Where do health experts say HPAI is likely spreading in milk?

Researchers at the federal level have been working hard to learn more about HPAI in dairy cattle.

Just this week, new data shed light on how the virus is likely spreading, and the results are pointing at milk-to-milk contact.

USDA’s Chief Veterinarian calls it a “spillover” event and points to equipment found in milking parlors as a possible vehicle for transmission. Milk carries a high viral load, but health experts say they have full confidence in the U.S. milk supply thanks to pasteurization.

On Monday, new regulations were put in place to stop the spread. The regulations mandate that all lactating dairy cattle must test negative, and any positive results must be reported to APHIS. Documents show non-clinical lactating dairy cows headed directly to slaughter are exempt from these regulations, although traceability information will still be required.

There are some costs associated with this testing, and USDA is now looking at options to reimburse producers.

‘So it’s important for us to be able to get with farmers to be able to get the information that would allow us to make an informed decision about whether or not an indemnification program makes sense,” said Secretary Tom Vilsack.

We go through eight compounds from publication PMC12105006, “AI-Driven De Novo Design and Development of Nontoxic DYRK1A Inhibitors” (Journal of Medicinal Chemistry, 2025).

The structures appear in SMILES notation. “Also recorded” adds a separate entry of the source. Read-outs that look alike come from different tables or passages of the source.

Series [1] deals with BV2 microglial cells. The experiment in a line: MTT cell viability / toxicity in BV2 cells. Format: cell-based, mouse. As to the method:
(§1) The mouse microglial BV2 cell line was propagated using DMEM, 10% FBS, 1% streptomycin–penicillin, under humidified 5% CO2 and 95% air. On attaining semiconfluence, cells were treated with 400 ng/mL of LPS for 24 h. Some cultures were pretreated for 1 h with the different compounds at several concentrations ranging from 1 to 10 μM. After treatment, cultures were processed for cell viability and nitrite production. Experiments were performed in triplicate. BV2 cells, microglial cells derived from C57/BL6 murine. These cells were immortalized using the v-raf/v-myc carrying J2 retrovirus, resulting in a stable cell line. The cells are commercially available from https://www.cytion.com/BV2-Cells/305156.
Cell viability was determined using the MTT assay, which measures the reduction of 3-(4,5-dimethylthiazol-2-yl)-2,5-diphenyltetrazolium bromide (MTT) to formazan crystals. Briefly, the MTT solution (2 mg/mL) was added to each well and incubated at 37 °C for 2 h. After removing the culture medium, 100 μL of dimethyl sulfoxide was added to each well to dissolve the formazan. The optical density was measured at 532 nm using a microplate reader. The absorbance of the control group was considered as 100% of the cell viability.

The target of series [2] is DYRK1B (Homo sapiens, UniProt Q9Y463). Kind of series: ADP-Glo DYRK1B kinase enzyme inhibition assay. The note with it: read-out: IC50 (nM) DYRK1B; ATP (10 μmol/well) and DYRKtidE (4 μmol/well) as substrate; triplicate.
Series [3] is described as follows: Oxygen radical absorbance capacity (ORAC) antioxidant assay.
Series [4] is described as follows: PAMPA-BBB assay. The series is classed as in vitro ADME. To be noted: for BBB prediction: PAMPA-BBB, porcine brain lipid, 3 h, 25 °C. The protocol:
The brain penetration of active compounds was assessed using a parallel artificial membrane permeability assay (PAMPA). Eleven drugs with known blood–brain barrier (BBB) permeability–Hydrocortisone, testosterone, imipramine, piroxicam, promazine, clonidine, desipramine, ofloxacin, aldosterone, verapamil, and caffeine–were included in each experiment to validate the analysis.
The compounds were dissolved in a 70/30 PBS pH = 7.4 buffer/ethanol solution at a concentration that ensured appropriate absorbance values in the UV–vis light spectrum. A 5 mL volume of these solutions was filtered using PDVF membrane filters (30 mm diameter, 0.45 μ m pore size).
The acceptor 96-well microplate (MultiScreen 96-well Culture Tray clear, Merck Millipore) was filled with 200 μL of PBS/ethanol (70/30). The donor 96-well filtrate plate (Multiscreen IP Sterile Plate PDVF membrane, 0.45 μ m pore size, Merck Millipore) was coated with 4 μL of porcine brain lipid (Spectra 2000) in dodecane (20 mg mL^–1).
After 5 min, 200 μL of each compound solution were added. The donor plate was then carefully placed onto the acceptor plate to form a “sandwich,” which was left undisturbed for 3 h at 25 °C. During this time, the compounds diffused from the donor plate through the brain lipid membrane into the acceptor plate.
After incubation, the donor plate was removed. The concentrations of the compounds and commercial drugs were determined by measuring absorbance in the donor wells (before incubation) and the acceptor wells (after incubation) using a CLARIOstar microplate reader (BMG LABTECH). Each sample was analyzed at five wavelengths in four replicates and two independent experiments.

However, USDA points out that in order to make a decision, it would need all records to be shared with the department.

Agriculture Shows
From soil to harvest. Top Crop is an all-new series about four of the best farmers in the world—Dan Luepkes, of Oregan, Illinois; Cory Atley, of Cedarville, Ohio; Shelby Fite, of Jackson Center, Ohio; Russell Hedrick, of Hickory, North Carolina—reveals what it takes for them to make a profitable crop. It all starts with good soil, patience, and a strong planter setup.
Champions of Rural America is a half-hour dive into the legislative priorities for Rural America. Join us as we interview members of the Congressional Western Caucus to learn about efforts in Washington to preserve agriculture and tackles the most important topics in the ag industry on Champions of Rural America!
Farm Traveler is for people who want to connect with their food and those who grow it. Thanks to direct-to-consumer businesses, agritourism, and social media, it’s now easier than ever to learn how our food is made and support local farmers. Here on the Farm Traveler, we want to connect you with businesses offering direct-to-consumer products you can try at home, agritourism sites you can visit with your family, and exciting new technologies that are changing how your food is being grown.
Featuring members of Congress, federal and state officials, ag and food leaders, farmers, and roundtable panelists for debates and discussions.
Host Ben Bailey hops in the tractor cab, giving farmers 10 minutes to answer as many questions and grab as much cash as they can for their local FFA chapter.